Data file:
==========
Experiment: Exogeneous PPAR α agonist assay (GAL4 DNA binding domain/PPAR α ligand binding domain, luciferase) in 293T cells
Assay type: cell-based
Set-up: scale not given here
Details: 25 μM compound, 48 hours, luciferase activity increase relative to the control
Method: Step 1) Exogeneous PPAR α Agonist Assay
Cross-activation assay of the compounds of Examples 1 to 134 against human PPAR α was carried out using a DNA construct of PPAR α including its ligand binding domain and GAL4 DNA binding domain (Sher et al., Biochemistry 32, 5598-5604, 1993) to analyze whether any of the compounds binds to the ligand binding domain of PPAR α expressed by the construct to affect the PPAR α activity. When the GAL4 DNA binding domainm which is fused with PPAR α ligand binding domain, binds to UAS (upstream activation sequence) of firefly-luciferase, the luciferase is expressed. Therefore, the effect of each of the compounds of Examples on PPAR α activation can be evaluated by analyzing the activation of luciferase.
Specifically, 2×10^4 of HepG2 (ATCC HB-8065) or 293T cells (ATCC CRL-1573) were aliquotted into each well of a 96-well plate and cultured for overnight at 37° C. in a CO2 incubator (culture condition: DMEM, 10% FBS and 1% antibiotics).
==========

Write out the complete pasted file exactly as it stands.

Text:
Experiment: Exogeneous PPAR α agonist assay (GAL4 DNA binding domain/PPAR α ligand binding domain, luciferase) in 293T cells
Assay type: cell-based
Set-up: scale not given here
Details: 25 μM compound, 48 hours, luciferase activity increase relative to the control
Method: Step 1) Exogeneous PPAR α Agonist Assay
Cross-activation assay of the compounds of Examples 1 to 134 against human PPAR α was carried out using a DNA construct of PPAR α including its ligand binding domain and GAL4 DNA binding domain (Sher et al., Biochemistry 32, 5598-5604, 1993) to analyze whether any of the compounds binds to the ligand binding domain of PPAR α expressed by the construct to affect the PPAR α activity. When the GAL4 DNA binding domainm which is fused with PPAR α ligand binding domain, binds to UAS (upstream activation sequence) of firefly-luciferase, the luciferase is expressed. Therefore, the effect of each of the compounds of Examples on PPAR α activation can be evaluated by analyzing the activation of luciferase.
Specifically, 2×10^4 of HepG2 (ATCC HB-8065) or 293T cells (ATCC CRL-1573) were aliquotted into each well of a 96-well plate and cultured for overnight at 37° C. in a CO2 incubator (culture condition: DMEM, 10% FBS and 1% antibiotics).